In the News – 150,000 Sign Global Petition for N.Koreans in China

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In the News – 150,000 Sign Global Petition for N.Koreans in China

A child holds a picket sign against Chinas repatriation of North Korean defectors in front of the Chinese Embassy in Seoul on Monday.

A child holds a picket sign against Chinas repatriation of North Korean defectors in front of the Chinese Embassy in Seoul on Monday.

Some 153,000 people have signed a worldwide online petition to stop China repatriating a group of North Korean defectors who were arrested there. The petition started on a website called www.change.org on Feb. 12 and has now drawn signatures from people from 100 countries, including South Korea, the U.S., Japan, Taiwan, Russia and even China itself.

Anyone can launch an online petition drive at change.org or find one or take part in an existing signature drive. The website www.savemyfriend.org opens straight to the online petition.

Staff at savemyfriend.org said they confirmed that people from around 100 countries accessed the website and left their signatures. “We delivered the petition” then containing about 147,000 signatures, “to the Japanese and U.S. embassies in South Korea.”

“We initially targeted 200,000 signatures but now aim to draw 1 million three weeks from now and send them to the heads of each country and to the UN Human Rights Council.”

Original article can be found here

In the News – Ruling party proposes citizenship certificates for N. Korean defectors

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In the News – Ruling party proposes citizenship certificates for N. Korean defectors

Rep. Park Sun-young stages a hunger strike in front of the Chinese Embassy in Seoul to urge Beijing not to repatriate North Korean defectors back to their communist homeland (Yonhap file photo)

By Kim Eun-jung
SEOUL, Feb. 23 (Yonhap) — The ruling party floated the idea Thursday of issuing certificates of South Korean citizenship to North Korean defectors detained in China as a way to save refugees facing repatriation to their communist homeland.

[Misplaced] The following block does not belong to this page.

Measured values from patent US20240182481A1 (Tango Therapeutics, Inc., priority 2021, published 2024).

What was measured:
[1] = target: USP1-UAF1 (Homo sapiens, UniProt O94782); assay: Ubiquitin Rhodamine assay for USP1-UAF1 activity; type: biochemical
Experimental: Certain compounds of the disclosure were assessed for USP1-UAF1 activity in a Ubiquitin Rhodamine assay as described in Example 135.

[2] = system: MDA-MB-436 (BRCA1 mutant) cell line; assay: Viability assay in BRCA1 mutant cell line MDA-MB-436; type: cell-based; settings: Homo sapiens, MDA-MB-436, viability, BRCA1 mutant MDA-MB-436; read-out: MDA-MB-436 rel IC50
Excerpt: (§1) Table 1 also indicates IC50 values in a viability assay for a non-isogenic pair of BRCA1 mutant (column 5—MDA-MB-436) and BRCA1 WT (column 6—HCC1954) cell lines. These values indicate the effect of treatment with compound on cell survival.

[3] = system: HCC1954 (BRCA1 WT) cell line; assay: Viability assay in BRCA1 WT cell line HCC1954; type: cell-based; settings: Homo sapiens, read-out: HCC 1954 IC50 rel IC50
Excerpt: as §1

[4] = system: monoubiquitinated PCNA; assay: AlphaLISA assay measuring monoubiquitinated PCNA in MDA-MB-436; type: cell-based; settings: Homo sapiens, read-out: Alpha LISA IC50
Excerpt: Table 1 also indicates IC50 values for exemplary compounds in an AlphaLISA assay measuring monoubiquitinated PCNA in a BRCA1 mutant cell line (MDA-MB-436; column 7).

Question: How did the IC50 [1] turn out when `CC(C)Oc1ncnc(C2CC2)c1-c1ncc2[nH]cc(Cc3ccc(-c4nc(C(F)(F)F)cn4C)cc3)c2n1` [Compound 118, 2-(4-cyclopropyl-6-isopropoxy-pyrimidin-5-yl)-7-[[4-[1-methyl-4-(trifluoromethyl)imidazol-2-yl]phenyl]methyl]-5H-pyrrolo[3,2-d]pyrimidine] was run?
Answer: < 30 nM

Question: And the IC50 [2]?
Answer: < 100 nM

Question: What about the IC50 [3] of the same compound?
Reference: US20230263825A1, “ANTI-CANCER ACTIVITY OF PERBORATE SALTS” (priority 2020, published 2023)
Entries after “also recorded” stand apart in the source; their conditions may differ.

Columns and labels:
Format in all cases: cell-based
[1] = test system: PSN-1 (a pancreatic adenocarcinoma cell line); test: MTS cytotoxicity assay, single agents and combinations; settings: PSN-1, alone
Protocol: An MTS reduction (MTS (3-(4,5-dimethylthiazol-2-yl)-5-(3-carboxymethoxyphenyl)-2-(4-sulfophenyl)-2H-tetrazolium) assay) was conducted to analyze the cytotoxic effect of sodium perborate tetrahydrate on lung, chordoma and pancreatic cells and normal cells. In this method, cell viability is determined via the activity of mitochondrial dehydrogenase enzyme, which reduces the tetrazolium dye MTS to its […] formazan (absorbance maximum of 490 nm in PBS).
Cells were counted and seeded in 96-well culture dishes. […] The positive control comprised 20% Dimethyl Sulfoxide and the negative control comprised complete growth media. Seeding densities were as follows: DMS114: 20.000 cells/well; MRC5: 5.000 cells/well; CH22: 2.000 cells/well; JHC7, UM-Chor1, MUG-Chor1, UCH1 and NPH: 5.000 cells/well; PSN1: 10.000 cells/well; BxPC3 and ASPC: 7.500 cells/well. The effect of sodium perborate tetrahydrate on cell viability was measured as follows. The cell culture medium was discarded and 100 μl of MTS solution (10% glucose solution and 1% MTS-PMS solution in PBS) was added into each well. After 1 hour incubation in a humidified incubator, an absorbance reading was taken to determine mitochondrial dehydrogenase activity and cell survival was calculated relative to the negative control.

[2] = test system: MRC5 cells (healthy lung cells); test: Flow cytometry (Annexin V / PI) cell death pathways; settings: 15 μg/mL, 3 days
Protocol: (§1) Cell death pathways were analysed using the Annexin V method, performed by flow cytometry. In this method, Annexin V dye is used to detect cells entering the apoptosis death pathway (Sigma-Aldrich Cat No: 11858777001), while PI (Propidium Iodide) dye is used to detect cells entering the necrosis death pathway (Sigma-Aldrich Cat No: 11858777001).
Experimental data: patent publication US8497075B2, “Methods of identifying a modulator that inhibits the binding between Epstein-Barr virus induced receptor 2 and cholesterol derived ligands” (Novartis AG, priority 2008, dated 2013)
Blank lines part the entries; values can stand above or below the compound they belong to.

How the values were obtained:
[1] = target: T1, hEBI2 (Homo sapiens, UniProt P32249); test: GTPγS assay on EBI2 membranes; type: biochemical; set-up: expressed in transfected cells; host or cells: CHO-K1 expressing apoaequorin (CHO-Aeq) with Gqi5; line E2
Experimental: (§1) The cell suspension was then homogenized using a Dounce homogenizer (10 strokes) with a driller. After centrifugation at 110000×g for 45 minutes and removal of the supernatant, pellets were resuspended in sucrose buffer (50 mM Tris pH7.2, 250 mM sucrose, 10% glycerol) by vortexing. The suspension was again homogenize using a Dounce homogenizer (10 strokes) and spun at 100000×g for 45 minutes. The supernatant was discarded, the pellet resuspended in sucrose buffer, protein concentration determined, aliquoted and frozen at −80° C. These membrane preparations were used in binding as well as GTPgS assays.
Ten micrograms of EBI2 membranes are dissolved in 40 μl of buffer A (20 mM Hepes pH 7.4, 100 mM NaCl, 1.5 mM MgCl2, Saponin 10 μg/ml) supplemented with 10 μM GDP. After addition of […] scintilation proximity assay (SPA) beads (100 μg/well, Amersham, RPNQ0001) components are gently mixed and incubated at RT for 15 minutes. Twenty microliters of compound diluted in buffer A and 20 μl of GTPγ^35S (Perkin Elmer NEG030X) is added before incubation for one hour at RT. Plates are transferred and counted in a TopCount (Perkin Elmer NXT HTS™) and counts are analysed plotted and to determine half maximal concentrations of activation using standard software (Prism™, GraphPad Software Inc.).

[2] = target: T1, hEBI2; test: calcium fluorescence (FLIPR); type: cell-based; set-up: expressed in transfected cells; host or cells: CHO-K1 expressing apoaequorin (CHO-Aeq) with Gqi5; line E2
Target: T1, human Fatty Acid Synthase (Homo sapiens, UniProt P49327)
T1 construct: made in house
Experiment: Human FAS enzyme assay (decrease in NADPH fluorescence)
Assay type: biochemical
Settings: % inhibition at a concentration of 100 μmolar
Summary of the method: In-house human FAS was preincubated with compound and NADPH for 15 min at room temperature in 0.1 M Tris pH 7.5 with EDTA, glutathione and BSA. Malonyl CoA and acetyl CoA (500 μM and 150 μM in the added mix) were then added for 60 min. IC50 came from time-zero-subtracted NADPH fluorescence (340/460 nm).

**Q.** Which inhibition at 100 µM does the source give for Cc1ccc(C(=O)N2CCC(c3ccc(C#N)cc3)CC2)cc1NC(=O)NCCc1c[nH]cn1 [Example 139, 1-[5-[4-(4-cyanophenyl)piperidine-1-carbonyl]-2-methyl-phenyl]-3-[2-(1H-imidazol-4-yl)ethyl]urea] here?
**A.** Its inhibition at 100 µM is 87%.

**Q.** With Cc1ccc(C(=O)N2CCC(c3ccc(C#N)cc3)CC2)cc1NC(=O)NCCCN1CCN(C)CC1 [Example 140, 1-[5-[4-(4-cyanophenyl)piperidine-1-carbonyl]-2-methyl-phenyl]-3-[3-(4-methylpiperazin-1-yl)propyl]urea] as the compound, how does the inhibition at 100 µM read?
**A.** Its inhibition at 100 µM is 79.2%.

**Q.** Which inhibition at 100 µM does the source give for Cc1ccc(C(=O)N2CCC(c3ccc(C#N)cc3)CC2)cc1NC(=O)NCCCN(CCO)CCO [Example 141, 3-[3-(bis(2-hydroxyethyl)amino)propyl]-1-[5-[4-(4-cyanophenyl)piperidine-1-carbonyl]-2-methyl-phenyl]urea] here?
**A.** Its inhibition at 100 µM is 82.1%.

The latest move comes as calls mount for China not to repatriate dozens of defectors arrested earlier this month to North Korea, where it is feared they will face harsh persecution and even execution. Continue reading

In the News – S. Korea to call on China to comply with refugee law for N. Korean defectors

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In the News – S. Korea to call on China to comply with refugee law for N. Korean defectors

SEOUL, Feb. 19 (Yonhap) — In what appears to be a policy shift to step up efforts to avoid repatriation of North Korean defectors detained in China to their communist homeland, South Korea said Sunday it will urge Beijing to comply with an international refugee law. Continue reading

In the News – Defectors, activists hold rally to condemn rights abuses in N. Korea

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In the News – Defectors, activists hold rally to condemn rights abuses in N. Korea

By Kim Kwang-tae
SEOUL, Jan. 27 (Yonhap) — About 150 activists and North Korean defectors held a symbolic rally in central Seoul Friday to protest against human rights abuses in North Korea.

The protest is timed to mark the 67th anniversary of the liberation of Auschwitz, the Nazi concentration camp where an estimated 1.1 million Jews died during the Holocaust.

Human rights advocacy groups have long called for international efforts to stop genocide and crimes against humanity which they claim are being systematically carried out by North Korean authorities. Continue reading